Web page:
Natural Skin protection vs. Chemical protection
Sunscreen is arguably the most important part of your skincare routine, protecting you from damaging ultraviolet rays that can cause sunburn, premature aging, eye damage and skin cancer. Scientists, doctors and beauticians are all in agreement – a good quality sunscreen is a must-have for every beauty bag. But which sunscreen offers the most protection for your skin – natural or chemical? Read on to find out the pros and cons of each.
How do sunscreens work?
Sunscreens work by absorbing, reflecting or scattering sunlight so that the skin itself does not absorb any of the sun’s damaging rays. The ingredient lists of natural and chemical sunscreens are very different, however, and this makes them work differently too. Note that some formulas contain both mineral and chemical sunscreens, so always check the ingredient list before purchasing.
What is the main difference between natural and chemical sunscreens?
In a nutshell, natural sunscreens deflect UV rays, while chemical sunscreens absorb them. Natural sunscreens (also called mineral sunscreens or sunblock) are also typically thicker in consistency and whiter in color than chemical sunscreens. This makes it easier to see where they’ve been applied, so you don’t miss any sensitive spots. Importantly, natural sunscreens are generally less irritating for sensitive skin, as well as for those who suffer from rosacea and redness.
Chemical sunscreens: what’s in the bottle?
Chemical sunscreens contain active, non-natural carbon-based compounds that act as sun filters. Common ingredients include oxybenzone, octinoxate, homosalate, avobenzone and octisalate. These compounds can penetrate the skin and absorb UV rays so that they don’t do any damage. However, some of these active chemical ingredients can cause irritation or discomfort to sensitive skin. Chemical sunscreens have a thinner consistency too, and are more transparent in appearance. This means they tend to spread easily on the skin, but it will be harder to see any missed spots. Typically, chemical sunscreens don’t start to work until about 20 minutes after application.
How do natural sunscreens provide protection from the sun?
Natural sunscreens simply sit on the surface of the skin and provide natural UV protection by blocking and deflecting sun rays away from your body. They start protecting your skin from the moment you put them on. Natural or mineral sunscreens are sometimes called physical sunscreens because they provide a physical barrier between your skin and the sun’s rays. They do this by using two sun-filtering minerals: zinc oxide and titanium dioxide. Both of these active ingredients occur naturally, although they can be created synthetically too.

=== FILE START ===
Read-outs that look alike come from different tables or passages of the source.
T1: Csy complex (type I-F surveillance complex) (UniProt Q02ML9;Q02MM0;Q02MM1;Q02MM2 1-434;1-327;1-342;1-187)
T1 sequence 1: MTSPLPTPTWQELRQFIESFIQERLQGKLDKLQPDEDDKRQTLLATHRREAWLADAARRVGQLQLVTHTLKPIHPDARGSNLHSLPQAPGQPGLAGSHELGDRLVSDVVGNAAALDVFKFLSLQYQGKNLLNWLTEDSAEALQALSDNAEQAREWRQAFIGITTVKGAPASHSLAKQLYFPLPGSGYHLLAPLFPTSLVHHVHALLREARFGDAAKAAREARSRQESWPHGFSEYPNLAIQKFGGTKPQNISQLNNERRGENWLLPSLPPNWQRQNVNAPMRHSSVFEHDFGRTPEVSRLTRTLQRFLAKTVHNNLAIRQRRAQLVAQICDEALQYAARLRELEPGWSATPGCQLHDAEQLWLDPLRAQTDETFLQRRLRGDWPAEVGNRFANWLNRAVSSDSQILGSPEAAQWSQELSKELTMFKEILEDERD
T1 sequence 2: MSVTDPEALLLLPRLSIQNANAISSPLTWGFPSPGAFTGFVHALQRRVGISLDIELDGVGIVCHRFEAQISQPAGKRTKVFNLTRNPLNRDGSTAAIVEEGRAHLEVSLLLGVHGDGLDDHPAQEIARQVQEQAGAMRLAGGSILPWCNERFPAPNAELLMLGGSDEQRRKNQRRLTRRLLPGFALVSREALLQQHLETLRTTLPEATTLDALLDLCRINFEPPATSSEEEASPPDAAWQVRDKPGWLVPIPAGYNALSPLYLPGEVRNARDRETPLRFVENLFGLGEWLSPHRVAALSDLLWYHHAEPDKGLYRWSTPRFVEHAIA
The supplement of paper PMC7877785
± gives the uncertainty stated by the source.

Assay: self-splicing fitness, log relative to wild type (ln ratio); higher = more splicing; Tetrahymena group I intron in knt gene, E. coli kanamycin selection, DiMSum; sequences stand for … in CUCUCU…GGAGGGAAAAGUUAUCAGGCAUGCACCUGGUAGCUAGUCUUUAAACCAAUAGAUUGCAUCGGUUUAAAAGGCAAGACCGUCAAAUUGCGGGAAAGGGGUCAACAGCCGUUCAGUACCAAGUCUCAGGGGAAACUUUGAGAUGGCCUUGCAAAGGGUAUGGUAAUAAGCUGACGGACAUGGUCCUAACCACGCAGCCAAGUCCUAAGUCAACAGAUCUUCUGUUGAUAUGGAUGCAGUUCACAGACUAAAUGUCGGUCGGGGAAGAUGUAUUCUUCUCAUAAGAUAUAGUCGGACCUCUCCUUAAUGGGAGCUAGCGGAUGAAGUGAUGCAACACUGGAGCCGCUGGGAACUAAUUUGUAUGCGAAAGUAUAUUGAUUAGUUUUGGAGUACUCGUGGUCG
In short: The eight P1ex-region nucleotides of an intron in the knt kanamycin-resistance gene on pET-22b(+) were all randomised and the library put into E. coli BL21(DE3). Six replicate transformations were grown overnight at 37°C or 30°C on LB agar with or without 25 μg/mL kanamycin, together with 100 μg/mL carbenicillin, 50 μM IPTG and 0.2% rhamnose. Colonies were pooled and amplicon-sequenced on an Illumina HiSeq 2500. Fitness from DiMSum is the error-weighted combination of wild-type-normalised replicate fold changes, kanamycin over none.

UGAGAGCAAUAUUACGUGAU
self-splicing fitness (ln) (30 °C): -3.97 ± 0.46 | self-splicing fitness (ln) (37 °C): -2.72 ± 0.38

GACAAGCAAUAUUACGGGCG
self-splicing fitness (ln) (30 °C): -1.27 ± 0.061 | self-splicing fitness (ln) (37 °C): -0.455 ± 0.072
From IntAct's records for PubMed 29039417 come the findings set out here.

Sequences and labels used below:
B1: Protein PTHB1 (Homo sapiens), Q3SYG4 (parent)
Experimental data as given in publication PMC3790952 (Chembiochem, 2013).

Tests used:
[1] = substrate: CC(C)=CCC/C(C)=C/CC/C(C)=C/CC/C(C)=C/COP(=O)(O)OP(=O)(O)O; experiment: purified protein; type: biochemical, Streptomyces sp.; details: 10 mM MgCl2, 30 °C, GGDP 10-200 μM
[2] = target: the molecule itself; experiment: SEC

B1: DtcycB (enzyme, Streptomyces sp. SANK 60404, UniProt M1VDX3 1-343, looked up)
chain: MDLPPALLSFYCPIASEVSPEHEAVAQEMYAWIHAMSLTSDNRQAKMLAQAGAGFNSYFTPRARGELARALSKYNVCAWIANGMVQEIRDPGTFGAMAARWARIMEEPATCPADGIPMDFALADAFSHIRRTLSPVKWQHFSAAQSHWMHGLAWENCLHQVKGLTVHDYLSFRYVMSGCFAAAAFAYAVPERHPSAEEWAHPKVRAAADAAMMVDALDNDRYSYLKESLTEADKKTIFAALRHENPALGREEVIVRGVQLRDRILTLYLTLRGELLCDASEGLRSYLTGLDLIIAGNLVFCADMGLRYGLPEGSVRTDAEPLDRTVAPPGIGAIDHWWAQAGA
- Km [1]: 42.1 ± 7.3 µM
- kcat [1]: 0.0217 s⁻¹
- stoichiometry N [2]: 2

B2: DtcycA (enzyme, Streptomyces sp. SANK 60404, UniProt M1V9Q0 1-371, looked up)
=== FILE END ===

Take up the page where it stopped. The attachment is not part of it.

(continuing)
Titanium dioxide: nature’s own sunscreen
Titanium dioxide (also known as titanium oxide) is the fine white powder that is created when titanium interacts with oxygen. This extremely useful earth mineral is what gives your skin natural UV protection from the sun. Titanium dioxide protects against both UVA and UVB radiation and is particularly beneficial for those with sensitive skin, as it’s super gentle, non-toxic and non-irritating. This makes it a great sunscreen to use around the eyes too. As titanium dioxide works by deflecting heat and energy from the sun away from your skin, it’s also an excellent choice for those with heat-activated skin conditions, such as rosacea.
Double-duty sun protection: 4 in One Camera Ready Makeup Foundation
Foundations that contain sunscreens are an easy way of boosting your sun protection and enhancing your anti-aging regime without applying multiple layers of thick sunscreen. Our 4 in One Camera Ready Makeup Foundation contains the mineral titanium dioxide to provide natural sun protection as well as incredible, weightless coverage.
Whether chemical or natural, a good quality sunscreen should protect you from the two types of damaging ultraviolet (UV) rays: UVB and UVA. Look for a sunscreen labelled ‘broad-spectrum’ as this means it will protect you across both the UVB and UVA range. If a sunscreen isn’t broad spectrum, you won’t be protected from all the UVA rays, no matter how high the SPF is. Physical sunscreens are naturally broad spectrum, while chemical sunscreens require a range of compounds to provide effective broad-spectrum protection.